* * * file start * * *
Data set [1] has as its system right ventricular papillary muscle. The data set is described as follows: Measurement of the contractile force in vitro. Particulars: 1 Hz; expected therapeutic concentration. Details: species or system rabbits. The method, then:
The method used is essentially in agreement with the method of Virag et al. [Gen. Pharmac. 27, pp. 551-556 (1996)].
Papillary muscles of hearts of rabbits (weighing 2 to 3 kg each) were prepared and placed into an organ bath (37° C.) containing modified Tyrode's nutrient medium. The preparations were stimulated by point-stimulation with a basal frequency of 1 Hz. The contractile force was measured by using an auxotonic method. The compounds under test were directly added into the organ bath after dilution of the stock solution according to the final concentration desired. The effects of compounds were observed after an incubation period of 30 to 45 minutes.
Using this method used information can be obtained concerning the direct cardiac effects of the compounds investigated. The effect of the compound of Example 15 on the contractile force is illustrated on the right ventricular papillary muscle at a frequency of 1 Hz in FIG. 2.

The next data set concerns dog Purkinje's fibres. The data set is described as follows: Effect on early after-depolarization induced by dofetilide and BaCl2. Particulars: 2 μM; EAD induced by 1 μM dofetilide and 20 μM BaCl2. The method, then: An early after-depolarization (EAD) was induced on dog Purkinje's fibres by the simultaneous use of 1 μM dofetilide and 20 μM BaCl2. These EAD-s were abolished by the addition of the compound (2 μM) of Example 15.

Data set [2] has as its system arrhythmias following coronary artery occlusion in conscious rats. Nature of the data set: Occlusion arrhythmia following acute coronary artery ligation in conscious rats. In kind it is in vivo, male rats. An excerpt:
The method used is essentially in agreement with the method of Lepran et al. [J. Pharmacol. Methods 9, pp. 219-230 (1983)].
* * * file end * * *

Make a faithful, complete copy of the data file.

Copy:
Data set [1] has as its system right ventricular papillary muscle. The data set is described as follows: Measurement of the contractile force in vitro. Particulars: 1 Hz; expected therapeutic concentration. Details: species or system rabbits. The method, then:
The method used is essentially in agreement with the method of Virag et al. [Gen. Pharmac. 27, pp. 551-556 (1996)].
Papillary muscles of hearts of rabbits (weighing 2 to 3 kg each) were prepared and placed into an organ bath (37° C.) containing modified Tyrode's nutrient medium. The preparations were stimulated by point-stimulation with a basal frequency of 1 Hz. The contractile force was measured by using an auxotonic method. The compounds under test were directly added into the organ bath after dilution of the stock solution according to the final concentration desired. The effects of compounds were observed after an incubation period of 30 to 45 minutes.
Using this method used information can be obtained concerning the direct cardiac effects of the compounds investigated. The effect of the compound of Example 15 on the contractile force is illustrated on the right ventricular papillary muscle at a frequency of 1 Hz in FIG. 2.

The next data set concerns dog Purkinje's fibres. The data set is described as follows: Effect on early after-depolarization induced by dofetilide and BaCl2. Particulars: 2 μM; EAD induced by 1 μM dofetilide and 20 μM BaCl2. The method, then: An early after-depolarization (EAD) was induced on dog Purkinje's fibres by the simultaneous use of 1 μM dofetilide and 20 μM BaCl2. These EAD-s were abolished by the addition of the compound (2 μM) of Example 15.

Data set [2] has as its system arrhythmias following coronary artery occlusion in conscious rats. Nature of the data set: Occlusion arrhythmia following acute coronary artery ligation in conscious rats. In kind it is in vivo, male rats. An excerpt:
The method used is essentially in agreement with the method of Lepran et al. [J. Pharmacol. Methods 9, pp. 219-230 (1983)].